Factors Leading Up to the Start of the Civil War

  • Misouri Compromise

    Misouri Compromise
    A compromise that was meant to be a permanent solution to the slave debate but in reality only lasted 35 years. This compromise involved the annexation of Missouri into the Union and the annexation of Maine (to equal out the number of free to slave states). It also entailed a declaration that slavery in the territory of the Louisiana Purchase could not expand beyond the 36/30 longitude and latitude line
  • Mexican-American War

      Mexican-American War
    Driven by Polk's lust and America's firm belief in manifest destiny, United States entered intoa war with Mexico which was quite unpopular among Americans yet very important to Polk. Polk sought to take Californa, New Mexico, and part of Texas from Mexico. The war ended in 1848 upon the signing of the Treaty of Guadalupe Hidalgo which resulted in America requiring vast territories below the 36/30 line.
  • Wilmot Proviso

    Wilmot Proviso
    Congressman David Wilmot proposed a law to ban slavery in all the new territories acquired from the Mexican-American War. Although it passed through the House of Representatives it was blocked in the Senate and never became a law.
  • Fugitive Slave Act

    Fugitive Slave Act
    A law that was part of the Compromise of 1850 which encouraged slave owners to persue run away slaves into the North and obligated the Northerners to turn slaves they found in for fear of jail time.
  • Kansas-Nebraska Act

    Kansas-Nebraska Act
    This act repealed the Missouri Compromise's prohibition of slavery above the 36/30 line and allowed slavery to be possible in any territory of the United States as long as its people voted for it. This was called popular sovereignty.
  • Bleeding Kansas

    Bleeding Kansas
    The first test of popular sovereignty occured here. This prompted lot of fighting , beating, and murders between the pro-slavery and anti-slavery residents. Two legeslatures and constitutions were made.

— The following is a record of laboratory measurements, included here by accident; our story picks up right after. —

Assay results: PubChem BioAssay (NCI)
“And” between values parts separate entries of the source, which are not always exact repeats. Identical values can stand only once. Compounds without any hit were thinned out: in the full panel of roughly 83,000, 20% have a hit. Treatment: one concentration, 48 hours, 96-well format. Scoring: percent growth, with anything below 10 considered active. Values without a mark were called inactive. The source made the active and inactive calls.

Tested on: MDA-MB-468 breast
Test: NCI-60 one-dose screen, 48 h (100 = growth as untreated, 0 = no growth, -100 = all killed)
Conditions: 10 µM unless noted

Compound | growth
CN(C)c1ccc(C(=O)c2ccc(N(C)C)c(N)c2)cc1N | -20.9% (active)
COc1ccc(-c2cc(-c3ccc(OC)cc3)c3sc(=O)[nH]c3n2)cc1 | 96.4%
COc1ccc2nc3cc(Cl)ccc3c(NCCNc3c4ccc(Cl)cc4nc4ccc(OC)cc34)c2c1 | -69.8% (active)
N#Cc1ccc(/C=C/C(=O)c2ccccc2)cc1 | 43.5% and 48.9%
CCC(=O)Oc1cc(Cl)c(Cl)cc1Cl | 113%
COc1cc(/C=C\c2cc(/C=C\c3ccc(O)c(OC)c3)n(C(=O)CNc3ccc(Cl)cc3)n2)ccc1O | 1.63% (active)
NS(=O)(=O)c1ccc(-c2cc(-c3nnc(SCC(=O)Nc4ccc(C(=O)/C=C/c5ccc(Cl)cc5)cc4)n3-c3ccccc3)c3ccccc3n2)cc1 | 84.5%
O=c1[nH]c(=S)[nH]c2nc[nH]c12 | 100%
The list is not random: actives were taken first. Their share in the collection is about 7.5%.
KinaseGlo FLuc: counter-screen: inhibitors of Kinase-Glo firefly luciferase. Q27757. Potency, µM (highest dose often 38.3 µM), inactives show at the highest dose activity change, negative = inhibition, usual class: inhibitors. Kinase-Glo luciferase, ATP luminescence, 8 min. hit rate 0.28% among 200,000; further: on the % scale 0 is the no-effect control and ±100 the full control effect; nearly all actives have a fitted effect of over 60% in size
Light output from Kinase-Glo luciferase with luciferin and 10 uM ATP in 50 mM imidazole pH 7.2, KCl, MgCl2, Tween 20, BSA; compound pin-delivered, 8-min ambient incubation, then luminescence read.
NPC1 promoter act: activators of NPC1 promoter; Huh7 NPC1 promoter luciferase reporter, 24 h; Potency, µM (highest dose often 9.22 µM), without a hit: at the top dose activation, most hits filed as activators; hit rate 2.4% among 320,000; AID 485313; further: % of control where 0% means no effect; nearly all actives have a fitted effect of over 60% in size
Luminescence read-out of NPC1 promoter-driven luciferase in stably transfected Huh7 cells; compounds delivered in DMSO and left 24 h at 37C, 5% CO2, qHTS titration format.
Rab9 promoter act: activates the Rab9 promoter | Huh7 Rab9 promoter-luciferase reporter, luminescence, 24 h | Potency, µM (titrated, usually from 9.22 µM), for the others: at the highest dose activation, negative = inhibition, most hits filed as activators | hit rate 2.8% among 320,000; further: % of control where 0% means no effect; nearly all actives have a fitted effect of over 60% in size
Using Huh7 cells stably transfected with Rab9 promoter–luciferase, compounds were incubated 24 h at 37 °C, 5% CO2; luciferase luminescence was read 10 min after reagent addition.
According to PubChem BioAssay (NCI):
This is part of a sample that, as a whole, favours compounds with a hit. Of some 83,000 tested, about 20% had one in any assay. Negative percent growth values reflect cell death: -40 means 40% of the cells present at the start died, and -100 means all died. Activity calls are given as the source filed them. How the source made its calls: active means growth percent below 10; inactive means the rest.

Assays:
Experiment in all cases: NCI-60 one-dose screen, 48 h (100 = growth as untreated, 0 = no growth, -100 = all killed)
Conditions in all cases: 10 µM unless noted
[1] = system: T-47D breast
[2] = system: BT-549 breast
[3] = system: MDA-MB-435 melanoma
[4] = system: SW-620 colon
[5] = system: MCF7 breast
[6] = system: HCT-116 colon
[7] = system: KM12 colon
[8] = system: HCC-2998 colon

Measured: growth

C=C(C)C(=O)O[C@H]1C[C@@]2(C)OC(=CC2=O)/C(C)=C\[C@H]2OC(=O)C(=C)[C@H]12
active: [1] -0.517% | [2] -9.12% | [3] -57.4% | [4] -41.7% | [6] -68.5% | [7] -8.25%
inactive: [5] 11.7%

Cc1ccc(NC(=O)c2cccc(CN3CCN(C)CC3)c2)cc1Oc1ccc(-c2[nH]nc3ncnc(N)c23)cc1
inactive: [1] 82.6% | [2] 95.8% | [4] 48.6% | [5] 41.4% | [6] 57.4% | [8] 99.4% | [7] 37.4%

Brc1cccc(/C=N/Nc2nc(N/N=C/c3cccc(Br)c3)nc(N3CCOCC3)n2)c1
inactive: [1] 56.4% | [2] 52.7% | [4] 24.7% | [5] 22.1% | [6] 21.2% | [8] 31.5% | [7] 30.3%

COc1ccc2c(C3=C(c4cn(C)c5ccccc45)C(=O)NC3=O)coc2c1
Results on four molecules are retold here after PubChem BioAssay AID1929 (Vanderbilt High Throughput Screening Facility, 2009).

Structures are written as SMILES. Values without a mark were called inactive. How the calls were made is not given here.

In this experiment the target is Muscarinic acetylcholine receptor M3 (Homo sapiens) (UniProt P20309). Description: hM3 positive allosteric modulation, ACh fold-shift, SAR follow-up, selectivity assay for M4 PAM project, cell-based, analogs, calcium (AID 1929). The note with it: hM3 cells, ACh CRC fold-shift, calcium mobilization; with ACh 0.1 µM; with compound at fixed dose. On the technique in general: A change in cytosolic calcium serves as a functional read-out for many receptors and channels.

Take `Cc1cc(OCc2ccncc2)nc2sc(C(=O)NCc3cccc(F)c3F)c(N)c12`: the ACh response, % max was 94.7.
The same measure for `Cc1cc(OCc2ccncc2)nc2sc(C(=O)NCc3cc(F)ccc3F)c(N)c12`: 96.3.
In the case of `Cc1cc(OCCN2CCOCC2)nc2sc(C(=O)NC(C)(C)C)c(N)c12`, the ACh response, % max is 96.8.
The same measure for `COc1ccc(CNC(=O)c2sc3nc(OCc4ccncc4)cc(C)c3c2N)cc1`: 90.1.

• Formation of a New Republican Party

    Formation of a New Republican Party
    The Republican Party was created in the north in response to the bleeding of Kansas. One of its main proposals involved the restriction of slavery in all territories. The creation of this party was percieved as a declaration of War for many Southerners.
  • The Breakdown of the Two Party System

    The Breakdown of the Two Party System
    Due to the creation of the Republican party which represented the preferences of the North, the Democratic party began to represent primarily Southern interests. The two party system had always promoted moderation and compromise thus upon its demise, candidates became increasingly more radical.
  • Congressman Preston Brooks Beats Senator Charles Sumner

    Congressman Preston Brooks Beats Senator Charles Sumner
    Congressman Preston Brooks of South Carolina beat Senator Charles Sumner of Massachusetts with a cane after Sumner gave a speech that not only attacked the institution of slavery but said various offensive things about his uncle as well. Sumner did not return to Congress for four years and was considered a hero in the North while Sumner was considered a hero in the South. South's level of respect for Sumner following the incident greatly offended Northerners.
  • Dred Scott Case

    Dred Scott Case